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Helping Kids Navigate the World of Artificial Intelligence

Ways to explore the latest tech with children and guide them to use new tools responsibly.

Preteen boy using wheelchair with a laptop, typing. His mom is sitting beside with arm around boy, also looking at laptop.

From chatbots to image generators, it seems like everyone is playing with artificial intelligence tools these days. Although new programs keep popping up, AI is already a big part of our lives.

An artificial intelligence is any computer program that can do tasks that typically require human expertise or skill. AI can be used to power the voice assistants on our phones, the posts we scroll through on social media, the ads we see online, and so much more.

It's natural for children to be curious about the latest popular AI programs. As these tools become more widespread, it's important to talk with kids about responsible and appropriate tech use. These tips can help your family explore and learn about AI together.

Talk about the benefits and risks of using artificial intelligence

Many AI tools can help kids be creative and learn new skills. New programs are being created that can support children's individual learning needs. Depending on the app, AI can also be useful for everyday tasks, from making a list of chores to finding ideas for fun family activities. Chat with your child about AI tech that excites them. Get them thinking about how the programs could help them learn and grow.

There can also be risks when using AI tools that are not created with kids in mind. For example, many chatbots are designed to respond like humans, which can make it feel like a social interaction. Talk about how using AI programs makes your kids feel. Help your kids be mindful that they're interacting with programs, not people with feelings and emotions.

Plus, AI systems work by using large amounts of data, so they tend to collect lots of user information. This can put a child's privacy at risk, so make sure your kids know the rules of safe online behavior. This includes not sharing private info, and getting people's permission before posting anything by or about them.

Try out AI tools together

It's a good idea for kids to try out and use AI programs with adult support. That way, you can make sure they're using tools that won't expose them to anything inappropriate. Testing them together can also allow kids to think about how the tools could be useful, or even harmful. Did they discover a new song generator? Get it to write silly lyrics for everyone to enjoy. Is your child's class using a new coding program? Figure out how to build a website together!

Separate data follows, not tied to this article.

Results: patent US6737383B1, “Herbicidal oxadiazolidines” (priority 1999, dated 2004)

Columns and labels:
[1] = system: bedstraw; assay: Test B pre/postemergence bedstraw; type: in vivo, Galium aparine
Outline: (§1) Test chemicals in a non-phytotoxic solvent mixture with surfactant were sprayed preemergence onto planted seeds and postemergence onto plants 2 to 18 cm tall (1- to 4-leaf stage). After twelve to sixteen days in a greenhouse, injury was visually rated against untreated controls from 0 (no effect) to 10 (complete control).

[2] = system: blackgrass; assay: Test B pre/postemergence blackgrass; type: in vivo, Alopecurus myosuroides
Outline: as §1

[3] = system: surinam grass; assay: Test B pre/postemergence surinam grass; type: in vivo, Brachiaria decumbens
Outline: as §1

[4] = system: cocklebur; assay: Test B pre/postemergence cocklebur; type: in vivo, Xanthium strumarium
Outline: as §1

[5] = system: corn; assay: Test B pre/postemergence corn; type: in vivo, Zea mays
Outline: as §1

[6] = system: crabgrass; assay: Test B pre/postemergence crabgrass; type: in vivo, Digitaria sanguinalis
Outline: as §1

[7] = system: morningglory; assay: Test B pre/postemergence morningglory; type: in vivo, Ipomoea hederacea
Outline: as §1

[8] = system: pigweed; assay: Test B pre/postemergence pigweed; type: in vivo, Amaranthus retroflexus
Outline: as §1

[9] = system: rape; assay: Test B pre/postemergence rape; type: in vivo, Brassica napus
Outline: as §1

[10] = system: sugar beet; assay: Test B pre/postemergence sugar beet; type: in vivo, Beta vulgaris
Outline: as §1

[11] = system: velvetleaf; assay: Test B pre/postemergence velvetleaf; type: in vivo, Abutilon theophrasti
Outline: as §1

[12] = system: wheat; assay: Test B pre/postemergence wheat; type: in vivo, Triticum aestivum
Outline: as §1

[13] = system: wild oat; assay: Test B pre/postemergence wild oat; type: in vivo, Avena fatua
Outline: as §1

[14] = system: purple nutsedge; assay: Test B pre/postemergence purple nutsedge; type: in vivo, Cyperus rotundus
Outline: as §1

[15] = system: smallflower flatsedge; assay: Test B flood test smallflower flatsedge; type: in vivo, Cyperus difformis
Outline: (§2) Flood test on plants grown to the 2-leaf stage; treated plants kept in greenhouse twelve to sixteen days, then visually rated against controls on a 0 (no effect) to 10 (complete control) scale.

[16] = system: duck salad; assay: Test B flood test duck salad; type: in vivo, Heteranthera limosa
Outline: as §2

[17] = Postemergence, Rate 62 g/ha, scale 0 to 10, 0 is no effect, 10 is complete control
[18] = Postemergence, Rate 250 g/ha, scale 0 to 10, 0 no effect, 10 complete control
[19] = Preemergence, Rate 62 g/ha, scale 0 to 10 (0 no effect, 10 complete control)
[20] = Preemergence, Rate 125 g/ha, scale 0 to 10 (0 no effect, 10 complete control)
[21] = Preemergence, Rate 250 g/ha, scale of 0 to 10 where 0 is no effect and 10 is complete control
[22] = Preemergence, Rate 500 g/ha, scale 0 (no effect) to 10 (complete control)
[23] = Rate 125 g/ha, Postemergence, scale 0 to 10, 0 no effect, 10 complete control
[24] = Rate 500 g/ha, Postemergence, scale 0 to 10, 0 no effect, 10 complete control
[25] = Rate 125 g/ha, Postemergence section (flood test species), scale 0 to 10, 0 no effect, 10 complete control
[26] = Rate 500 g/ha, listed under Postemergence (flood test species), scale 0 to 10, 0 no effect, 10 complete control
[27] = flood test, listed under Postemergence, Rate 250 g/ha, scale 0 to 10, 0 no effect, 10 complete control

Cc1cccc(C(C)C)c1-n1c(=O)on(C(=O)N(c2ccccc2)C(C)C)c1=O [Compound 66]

Explore together how artificial intelligence systems work, too. Look for kid-friendly guides that allow your children to reflect on how AI is used around them. Ask them to think about the ways they already interact with artificial intelligence.

Talk about biases in tech

Artificial intelligence tools are designed by humans. They also use data originally created by humans, and data that reflects existing biases in society. A lot of AI programs are even known to give biased or incorrect information. The tech is not perfect, and can make a lot of mistakes. This is especially true when it comes to race and gender.

Encourage your kids to be critical of the information they get from new technology. Teach them to question the writing, images, and posts that AI tools create. For example, ask: How did AI come up with the answer? What information did it use to find the answer? Have your kids go and find the answer themselves from other trustworthy sources. Help them build their critical thinking and problem-solving skills by chatting about what else the AI's answers could include. Could the responses be suggesting things that could harm marginalized groups? Are the answers making assumptions about race, gender, and other forms of identity?

Have conversations about plagiarism and cheating

Apps that kids can use to cheat with have been around for a while. Many popular AI tools like ChatGPT generate text and images, which kids might want to use for schoolwork. These programs don't always give sources for their information, so they could be inaccurate or used without permission.

Explain to your kids that using AI for work they did not create themselves could be considered plagiarism or cheating. Instead, steer them toward educational tools that help them build on what they learn in school. Age-appropriate AI tools can complement their learning, but not replace it. It can be a part of the process, just like looking up information online for essays, or watching YouTube videos to learn something new.

Ask your child's teachers and school for support

Your child's school might already be teaching with artificial intelligence programs. Ask their teachers about tools that can support their learning at home. It could be anything from websites that help kids with learning disabilities, to apps that teach a new language.

Lastly, check if your school district offers classes on AI or emerging tech. Your kids can learn important skills that will set them up for success in their education and careers in the future.

Raisa Masood

Raisa is passionate about helping kids thrive, which has led to her making a career out of reading and watching children's media. As a content editor at Common Sense, she works on tips and advice for families on managing entertainment and tech at home. She has previously worked in children's publishing and at nonprofit organizations. Raisa holds a bachelor's degree in Global Business and Marketing from Fordham University. She loves to read, travel, and watch football (aka soccer). You can find her exploring New York City during her free time, and trying to hunt down the best dumplings in the city (she has a never-ending list).